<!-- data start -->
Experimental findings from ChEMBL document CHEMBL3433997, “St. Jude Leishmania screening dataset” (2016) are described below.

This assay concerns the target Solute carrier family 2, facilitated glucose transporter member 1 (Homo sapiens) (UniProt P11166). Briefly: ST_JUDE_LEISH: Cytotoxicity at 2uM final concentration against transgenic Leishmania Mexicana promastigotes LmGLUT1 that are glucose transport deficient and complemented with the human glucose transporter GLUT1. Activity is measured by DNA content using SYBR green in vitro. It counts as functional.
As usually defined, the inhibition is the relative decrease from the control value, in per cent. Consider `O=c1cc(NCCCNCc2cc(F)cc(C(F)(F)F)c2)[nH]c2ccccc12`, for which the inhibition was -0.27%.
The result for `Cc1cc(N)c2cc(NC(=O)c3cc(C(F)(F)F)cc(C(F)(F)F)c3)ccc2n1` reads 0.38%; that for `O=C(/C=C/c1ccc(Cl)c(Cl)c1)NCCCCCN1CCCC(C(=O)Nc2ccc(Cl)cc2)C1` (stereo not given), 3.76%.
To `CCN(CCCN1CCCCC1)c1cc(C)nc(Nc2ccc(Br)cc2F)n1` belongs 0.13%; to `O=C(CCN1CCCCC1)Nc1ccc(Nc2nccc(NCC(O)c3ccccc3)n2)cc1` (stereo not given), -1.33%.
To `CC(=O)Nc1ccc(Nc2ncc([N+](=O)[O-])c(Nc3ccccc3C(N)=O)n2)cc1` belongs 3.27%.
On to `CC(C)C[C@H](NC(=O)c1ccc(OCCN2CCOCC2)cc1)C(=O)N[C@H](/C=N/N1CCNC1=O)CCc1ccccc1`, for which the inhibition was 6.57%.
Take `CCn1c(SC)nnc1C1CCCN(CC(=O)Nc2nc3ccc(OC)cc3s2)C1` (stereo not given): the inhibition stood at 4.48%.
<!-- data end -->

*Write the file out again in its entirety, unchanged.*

Experimental findings from ChEMBL document CHEMBL3433997, “St. Jude Leishmania screening dataset” (2016) are described below.

This assay concerns the target Solute carrier family 2, facilitated glucose transporter member 1 (Homo sapiens) (UniProt P11166). Briefly: ST_JUDE_LEISH: Cytotoxicity at 2uM final concentration against transgenic Leishmania Mexicana promastigotes LmGLUT1 that are glucose transport deficient and complemented with the human glucose transporter GLUT1. Activity is measured by DNA content using SYBR green in vitro. It counts as functional.
As usually defined, the inhibition is the relative decrease from the control value, in per cent. Consider `O=c1cc(NCCCNCc2cc(F)cc(C(F)(F)F)c2)[nH]c2ccccc12`, for which the inhibition was -0.27%.
The result for `Cc1cc(N)c2cc(NC(=O)c3cc(C(F)(F)F)cc(C(F)(F)F)c3)ccc2n1` reads 0.38%; that for `O=C(/C=C/c1ccc(Cl)c(Cl)c1)NCCCCCN1CCCC(C(=O)Nc2ccc(Cl)cc2)C1` (stereo not given), 3.76%.
To `CCN(CCCN1CCCCC1)c1cc(C)nc(Nc2ccc(Br)cc2F)n1` belongs 0.13%; to `O=C(CCN1CCCCC1)Nc1ccc(Nc2nccc(NCC(O)c3ccccc3)n2)cc1` (stereo not given), -1.33%.
To `CC(=O)Nc1ccc(Nc2ncc([N+](=O)[O-])c(Nc3ccccc3C(N)=O)n2)cc1` belongs 3.27%.
On to `CC(C)C[C@H](NC(=O)c1ccc(OCCN2CCOCC2)cc1)C(=O)N[C@H](/C=N/N1CCNC1=O)CCc1ccccc1`, for which the inhibition was 6.57%.
Take `CCn1c(SC)nnc1C1CCCN(CC(=O)Nc2nc3ccc(OC)cc3s2)C1` (stereo not given): the inhibition stood at 4.48%.